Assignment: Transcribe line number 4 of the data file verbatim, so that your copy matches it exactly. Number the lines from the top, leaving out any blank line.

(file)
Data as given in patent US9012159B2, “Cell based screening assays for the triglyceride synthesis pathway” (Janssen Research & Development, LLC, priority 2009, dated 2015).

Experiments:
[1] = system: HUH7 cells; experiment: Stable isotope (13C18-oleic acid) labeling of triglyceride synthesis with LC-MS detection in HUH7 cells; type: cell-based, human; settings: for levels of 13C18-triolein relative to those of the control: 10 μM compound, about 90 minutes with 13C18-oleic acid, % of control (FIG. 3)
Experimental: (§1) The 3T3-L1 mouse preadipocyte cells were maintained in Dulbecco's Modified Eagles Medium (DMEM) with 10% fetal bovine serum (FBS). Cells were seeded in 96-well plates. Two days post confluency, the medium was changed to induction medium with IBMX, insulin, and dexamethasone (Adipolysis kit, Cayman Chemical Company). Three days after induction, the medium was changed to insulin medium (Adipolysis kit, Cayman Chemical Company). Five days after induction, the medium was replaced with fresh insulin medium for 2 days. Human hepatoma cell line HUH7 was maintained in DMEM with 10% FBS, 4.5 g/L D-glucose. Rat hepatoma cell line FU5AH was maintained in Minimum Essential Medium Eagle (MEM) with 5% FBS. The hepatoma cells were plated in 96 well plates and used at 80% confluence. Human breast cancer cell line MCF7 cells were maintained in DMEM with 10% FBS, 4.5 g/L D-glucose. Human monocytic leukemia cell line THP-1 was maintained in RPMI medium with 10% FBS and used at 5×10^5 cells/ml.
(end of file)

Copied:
Experimental: (§1) The 3T3-L1 mouse preadipocyte cells were maintained in Dulbecco's Modified Eagles Medium (DMEM) with 10% fetal bovine serum (FBS). Cells were seeded in 96-well plates. Two days post confluency, the medium was changed to induction medium with IBMX, insulin, and dexamethasone (Adipolysis kit, Cayman Chemical Company). Three days after induction, the medium was changed to insulin medium (Adipolysis kit, Cayman Chemical Company). Five days after induction, the medium was replaced with fresh insulin medium for 2 days. Human hepatoma cell line HUH7 was maintained in DMEM with 10% FBS, 4.5 g/L D-glucose. Rat hepatoma cell line FU5AH was maintained in Minimum Essential Medium Eagle (MEM) with 5% FBS. The hepatoma cells were plated in 96 well plates and used at 80% confluence. Human breast cancer cell line MCF7 cells were maintained in DMEM with 10% FBS, 4.5 g/L D-glucose. Human monocytic leukemia cell line THP-1 was maintained in RPMI medium with 10% FBS and used at 5×10^5 cells/ml.